The Boats of the 'Glen Carrig', by William Hope Hodgson

I

The Land of Lonesomeness

NOW WE had been five days in the boats, and in all this time made no discovering of land. Then upon the morning of the sixth day came there a cry from the bo’sun, who had the command of the lifeboat, that there was something which might be land afar upon our larboard bow; but it was very low lying, and none could tell whether it was land or but a morning cloud. Yet, because there was the beginning of hope within our hearts, we pulled wearily towards it, and thus, in about an hour, discovered it to be indeed the coast of some flat country.

Then, it might be a little after the hour of midday, we had come so close to it that we could distinguish with ease what manner of land lay beyond the shore, and thus we found it to be of an abominable flatness, desolate beyond all that I could have imagined. Here and there it appeared to be covered with clumps of queer vegetation; though whether they were small trees or great bushes, I had no means of telling; but this I know, that they were like unto nothing which ever I had set eyes upon before.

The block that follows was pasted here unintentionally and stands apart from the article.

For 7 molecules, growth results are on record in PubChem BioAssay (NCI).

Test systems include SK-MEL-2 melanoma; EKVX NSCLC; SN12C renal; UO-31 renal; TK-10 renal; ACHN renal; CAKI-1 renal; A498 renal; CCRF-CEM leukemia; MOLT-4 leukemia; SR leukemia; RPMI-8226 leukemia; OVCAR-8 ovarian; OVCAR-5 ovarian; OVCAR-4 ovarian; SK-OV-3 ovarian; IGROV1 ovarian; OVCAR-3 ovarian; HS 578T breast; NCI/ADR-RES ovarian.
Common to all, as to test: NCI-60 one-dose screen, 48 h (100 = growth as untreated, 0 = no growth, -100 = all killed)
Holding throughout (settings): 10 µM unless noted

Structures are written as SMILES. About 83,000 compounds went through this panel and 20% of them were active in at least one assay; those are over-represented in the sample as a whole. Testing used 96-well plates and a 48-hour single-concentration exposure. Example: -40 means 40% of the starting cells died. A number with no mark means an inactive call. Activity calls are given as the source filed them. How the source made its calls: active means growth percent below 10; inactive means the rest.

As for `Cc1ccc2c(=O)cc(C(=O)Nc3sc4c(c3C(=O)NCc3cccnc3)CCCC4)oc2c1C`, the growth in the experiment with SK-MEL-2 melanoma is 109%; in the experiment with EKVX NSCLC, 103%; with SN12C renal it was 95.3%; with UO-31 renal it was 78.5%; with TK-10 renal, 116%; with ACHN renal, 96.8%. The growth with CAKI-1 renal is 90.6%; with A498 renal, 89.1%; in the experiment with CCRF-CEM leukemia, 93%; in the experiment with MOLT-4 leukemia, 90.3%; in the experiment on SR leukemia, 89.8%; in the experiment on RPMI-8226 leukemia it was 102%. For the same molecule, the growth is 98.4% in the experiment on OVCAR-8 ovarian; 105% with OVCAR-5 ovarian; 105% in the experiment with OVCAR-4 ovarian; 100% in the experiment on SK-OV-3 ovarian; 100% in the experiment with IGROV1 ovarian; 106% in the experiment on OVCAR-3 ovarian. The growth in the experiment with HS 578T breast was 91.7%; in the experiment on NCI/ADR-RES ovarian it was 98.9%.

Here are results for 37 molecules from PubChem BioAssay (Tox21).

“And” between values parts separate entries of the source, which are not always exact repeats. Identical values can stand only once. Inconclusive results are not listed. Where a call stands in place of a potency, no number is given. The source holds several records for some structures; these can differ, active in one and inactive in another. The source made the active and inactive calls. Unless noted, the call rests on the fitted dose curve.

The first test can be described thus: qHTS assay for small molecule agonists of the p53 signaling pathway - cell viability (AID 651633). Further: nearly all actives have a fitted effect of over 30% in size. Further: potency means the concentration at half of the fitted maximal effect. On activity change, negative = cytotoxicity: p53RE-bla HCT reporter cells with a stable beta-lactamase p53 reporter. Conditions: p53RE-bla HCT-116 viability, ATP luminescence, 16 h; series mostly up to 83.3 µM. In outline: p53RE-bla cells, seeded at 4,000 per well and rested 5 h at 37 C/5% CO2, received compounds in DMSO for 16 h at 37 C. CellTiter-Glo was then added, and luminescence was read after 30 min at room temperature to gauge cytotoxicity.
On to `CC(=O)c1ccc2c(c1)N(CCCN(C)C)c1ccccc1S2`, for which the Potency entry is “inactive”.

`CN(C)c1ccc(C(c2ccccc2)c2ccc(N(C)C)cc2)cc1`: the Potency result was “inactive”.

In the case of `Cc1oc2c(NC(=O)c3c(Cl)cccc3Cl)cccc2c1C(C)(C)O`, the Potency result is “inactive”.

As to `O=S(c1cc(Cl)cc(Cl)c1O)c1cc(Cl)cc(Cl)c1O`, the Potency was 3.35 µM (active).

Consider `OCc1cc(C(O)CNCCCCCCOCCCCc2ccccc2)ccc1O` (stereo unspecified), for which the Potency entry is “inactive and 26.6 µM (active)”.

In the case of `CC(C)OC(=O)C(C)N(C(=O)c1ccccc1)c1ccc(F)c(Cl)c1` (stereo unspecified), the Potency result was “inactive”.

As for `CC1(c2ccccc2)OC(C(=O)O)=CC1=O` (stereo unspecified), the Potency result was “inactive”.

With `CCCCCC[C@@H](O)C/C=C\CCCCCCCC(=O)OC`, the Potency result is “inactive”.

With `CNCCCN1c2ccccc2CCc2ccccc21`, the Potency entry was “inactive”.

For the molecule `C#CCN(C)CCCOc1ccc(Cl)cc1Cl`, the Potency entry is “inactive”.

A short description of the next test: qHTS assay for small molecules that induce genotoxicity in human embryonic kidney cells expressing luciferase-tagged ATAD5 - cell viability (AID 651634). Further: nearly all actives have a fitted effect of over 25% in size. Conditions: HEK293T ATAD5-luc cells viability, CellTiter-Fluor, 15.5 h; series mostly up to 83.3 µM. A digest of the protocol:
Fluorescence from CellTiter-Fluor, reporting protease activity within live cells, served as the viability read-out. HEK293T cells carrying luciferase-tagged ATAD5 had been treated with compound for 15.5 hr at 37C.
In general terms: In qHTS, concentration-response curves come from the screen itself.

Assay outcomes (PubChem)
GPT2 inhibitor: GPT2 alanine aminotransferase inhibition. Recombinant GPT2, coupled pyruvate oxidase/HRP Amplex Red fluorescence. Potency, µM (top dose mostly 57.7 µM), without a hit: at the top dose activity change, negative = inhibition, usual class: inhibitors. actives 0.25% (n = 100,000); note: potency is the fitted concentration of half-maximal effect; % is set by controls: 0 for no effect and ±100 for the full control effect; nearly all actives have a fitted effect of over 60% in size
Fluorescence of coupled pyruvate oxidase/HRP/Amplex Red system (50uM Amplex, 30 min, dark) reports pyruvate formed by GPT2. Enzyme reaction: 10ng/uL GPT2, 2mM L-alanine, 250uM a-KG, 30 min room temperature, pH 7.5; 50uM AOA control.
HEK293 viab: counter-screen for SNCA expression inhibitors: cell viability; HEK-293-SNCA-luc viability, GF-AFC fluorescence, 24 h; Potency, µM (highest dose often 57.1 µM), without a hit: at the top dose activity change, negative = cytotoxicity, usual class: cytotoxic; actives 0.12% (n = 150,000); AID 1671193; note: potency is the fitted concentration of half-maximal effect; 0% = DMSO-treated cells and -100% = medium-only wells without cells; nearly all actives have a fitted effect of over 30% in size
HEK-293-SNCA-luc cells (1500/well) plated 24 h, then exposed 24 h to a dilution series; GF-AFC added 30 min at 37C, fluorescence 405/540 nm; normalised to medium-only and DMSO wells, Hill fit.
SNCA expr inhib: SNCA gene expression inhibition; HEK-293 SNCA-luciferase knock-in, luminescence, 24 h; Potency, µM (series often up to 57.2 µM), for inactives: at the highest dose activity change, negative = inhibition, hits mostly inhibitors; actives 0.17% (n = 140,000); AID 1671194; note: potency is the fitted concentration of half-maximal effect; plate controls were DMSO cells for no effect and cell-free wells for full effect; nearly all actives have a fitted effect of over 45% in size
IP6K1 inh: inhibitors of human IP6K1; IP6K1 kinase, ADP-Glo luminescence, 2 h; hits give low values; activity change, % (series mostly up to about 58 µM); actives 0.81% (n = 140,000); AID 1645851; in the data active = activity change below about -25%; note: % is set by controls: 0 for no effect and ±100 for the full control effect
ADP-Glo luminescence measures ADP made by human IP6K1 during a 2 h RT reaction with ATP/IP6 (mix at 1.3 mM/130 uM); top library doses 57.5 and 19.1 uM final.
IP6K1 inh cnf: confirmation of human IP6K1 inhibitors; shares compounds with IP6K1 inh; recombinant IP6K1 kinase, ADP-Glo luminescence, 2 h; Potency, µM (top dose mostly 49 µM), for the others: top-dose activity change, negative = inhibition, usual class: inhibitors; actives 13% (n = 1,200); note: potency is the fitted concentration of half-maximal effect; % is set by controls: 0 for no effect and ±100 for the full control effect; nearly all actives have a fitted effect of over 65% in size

So much as this I gathered as we pulled slowly along the coast, seeking an opening whereby we could pass inward to the land; but a weary time passed or ere we came upon that which we sought. Yet, in the end, we found it — a slimy-banked creek, which proved to be the estuary of a great river, though we spoke of it always as a creek. Into this we entered, and proceeded at no great pace upwards along its winding course; and as we made forward, we scanned the low banks upon each side, perchance there might be some spot where we could make to land; but we found none — the banks being composed of a vile mud which gave us no encouragement to venture rashly upon them.

Now, having taken the boat something over a mile up the great creek, we came upon the first of that vegetation which I had chanced to notice from the sea, and here, being within some score yards of it, we were the better able to study it. Thus I found that it was indeed composed largely of a sort of tree, very low and stunted, and having what might be described as an unwholesome look about it. The branches of this tree, I perceived to be the cause of my inability to recognize it from a bush, until I had come close upon it; for they grew thin and smooth through all their length, and hung towards the earth; being weighted thereto by a single, large cabbage-like plant which seemed to sprout from the extreme tip of each.